4.75 — 12 ratings — 2 reviews
The greatest motivational book of all time! Napoleon Hill’s thirteen step programme will set you on the path to wealth and success. Think and Grow Rich reveals the money-making secrets of hundreds of America’s most affluent people. By thinking like them, you can become like them. Inspired by Andrew Carnegie’s magic formula for success, this book will teach you the secrets that will bring you a fortune. It will show you not only what to do but how to do it. Once you learn and apply the simple, basic techniques revealed here, you will have mastered the secret of true and lasting success. And you may have whatever you want in life. This book has sold millions of copies and has helped millions achieve success and stands as a monument to individual achievement and is the cornerstone of modern motivation. It is the all time best-seller in the field, giving Napoleon immense influence around the globe. This is a reproduction of the original 1937 edition, which is now in the public domain in the U.S.
368 pages, with a reading time of ~5.75 hours (92,126 words), and first published in 1937. This DRM-Free edition published by epubBooks, 2014.
An epic book
Equinox 007 Sep 30, 2017
An excellent motivational book in history
Hillary Sunday May 24, 2015
Truly, “thoughts are things,” and powerful things at that, when they are mixed with definiteness of purpose, persistence, and a burning desire for their translation into riches, or other material objects.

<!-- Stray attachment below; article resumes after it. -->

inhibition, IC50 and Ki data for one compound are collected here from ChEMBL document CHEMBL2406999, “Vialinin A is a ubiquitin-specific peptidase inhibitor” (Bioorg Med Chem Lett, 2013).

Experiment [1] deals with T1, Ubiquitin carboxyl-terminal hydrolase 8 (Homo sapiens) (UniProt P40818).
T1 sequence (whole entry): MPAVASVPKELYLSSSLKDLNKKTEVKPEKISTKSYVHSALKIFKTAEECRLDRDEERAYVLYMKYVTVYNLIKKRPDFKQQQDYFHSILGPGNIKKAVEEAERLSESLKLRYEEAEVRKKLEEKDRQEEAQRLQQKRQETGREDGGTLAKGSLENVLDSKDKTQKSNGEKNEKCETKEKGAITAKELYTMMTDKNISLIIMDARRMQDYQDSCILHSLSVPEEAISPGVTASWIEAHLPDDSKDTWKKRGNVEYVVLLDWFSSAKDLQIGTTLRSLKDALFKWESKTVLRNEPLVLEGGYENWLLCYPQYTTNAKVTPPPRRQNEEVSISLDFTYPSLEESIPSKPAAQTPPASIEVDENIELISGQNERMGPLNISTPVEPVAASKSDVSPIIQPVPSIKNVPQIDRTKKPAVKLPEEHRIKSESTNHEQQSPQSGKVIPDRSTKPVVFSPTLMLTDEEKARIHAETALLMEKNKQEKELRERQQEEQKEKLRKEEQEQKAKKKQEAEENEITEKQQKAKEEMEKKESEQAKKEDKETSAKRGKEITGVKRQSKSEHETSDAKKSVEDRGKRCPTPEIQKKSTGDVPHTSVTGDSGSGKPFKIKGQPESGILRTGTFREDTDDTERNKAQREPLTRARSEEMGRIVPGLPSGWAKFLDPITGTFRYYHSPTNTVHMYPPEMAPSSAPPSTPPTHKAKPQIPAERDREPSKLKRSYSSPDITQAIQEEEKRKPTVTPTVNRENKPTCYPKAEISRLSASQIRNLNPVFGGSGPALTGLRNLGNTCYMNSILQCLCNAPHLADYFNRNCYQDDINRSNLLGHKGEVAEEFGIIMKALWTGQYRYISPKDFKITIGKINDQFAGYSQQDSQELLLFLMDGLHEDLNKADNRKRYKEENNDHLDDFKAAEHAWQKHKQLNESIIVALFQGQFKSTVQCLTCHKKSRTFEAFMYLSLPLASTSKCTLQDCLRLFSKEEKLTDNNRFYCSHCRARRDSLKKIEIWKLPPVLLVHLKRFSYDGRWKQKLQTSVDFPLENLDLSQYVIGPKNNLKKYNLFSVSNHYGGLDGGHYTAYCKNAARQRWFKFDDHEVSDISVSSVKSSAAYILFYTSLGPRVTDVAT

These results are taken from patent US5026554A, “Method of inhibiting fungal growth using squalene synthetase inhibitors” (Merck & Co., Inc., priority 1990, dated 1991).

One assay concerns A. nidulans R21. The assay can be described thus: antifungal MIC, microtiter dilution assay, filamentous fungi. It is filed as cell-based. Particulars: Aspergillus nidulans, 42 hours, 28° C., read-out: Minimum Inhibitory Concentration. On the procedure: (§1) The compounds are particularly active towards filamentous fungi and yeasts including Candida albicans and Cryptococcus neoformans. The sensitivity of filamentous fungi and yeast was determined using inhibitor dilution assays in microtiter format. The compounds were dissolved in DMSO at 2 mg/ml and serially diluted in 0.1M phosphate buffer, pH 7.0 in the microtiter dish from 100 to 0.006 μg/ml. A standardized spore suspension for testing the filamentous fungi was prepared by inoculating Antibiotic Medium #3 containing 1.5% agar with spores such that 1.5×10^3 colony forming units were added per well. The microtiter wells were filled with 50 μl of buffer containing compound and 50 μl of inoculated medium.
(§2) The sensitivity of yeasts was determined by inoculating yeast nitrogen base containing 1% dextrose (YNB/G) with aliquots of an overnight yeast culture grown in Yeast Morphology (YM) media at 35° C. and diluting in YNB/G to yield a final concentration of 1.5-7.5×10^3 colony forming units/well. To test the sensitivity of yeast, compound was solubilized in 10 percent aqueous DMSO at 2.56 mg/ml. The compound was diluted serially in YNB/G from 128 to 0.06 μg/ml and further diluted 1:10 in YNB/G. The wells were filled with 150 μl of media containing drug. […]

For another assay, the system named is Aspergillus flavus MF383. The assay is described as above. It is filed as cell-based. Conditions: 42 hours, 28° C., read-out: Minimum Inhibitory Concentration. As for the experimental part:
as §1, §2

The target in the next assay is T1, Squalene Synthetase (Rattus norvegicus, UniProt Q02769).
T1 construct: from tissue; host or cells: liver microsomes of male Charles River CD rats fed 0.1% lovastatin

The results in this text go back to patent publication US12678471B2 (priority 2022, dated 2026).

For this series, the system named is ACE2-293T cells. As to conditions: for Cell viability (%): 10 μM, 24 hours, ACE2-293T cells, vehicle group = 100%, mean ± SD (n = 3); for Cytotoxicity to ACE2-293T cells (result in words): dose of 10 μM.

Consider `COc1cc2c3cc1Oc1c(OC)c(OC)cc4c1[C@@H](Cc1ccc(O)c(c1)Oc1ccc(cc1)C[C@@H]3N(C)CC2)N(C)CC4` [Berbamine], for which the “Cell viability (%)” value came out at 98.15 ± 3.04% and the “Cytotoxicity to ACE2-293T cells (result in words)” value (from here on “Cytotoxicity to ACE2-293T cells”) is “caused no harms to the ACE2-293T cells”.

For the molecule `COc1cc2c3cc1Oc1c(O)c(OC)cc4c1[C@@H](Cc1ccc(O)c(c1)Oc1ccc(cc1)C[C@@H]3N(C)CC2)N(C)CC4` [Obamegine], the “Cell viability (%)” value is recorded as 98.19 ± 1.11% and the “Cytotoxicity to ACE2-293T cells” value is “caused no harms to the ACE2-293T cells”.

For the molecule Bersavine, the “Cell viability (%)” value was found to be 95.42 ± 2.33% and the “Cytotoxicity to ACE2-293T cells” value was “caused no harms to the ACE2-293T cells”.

A little more than thirty years ago, Edwin C. Barnes discovered how true it is that men really do think and grow rich. His discovery did not come about at one sitting. It came little by little, beginning with a burning desire to become a business associate of the great Edison.
One of the chief characteristics of Barnes’ Desire was that it was definite. He wanted to work with Edison, not for him. Observe, carefully, the description of how he went about translating his desire into reality, and you will have a better understanding of the thirteen principles which lead to riches.
When this desire, or impulse of thought, first flashed into his mind he was in no position to act upon it. Two difficulties stood in his way. He did not know Mr. Edison, and he did not have enough money to pay his railroad fare to Orange, New Jersey.
These difficulties were sufficient to have discouraged the majority of men from making any attempt to carry out the desire. But his was no ordinary desire! He was so determined to find a way to carry out his desire that he finally decided to travel by “blind baggage,” rather than be defeated. (To the uninitiated, this means that he went to East Orange on a freight train).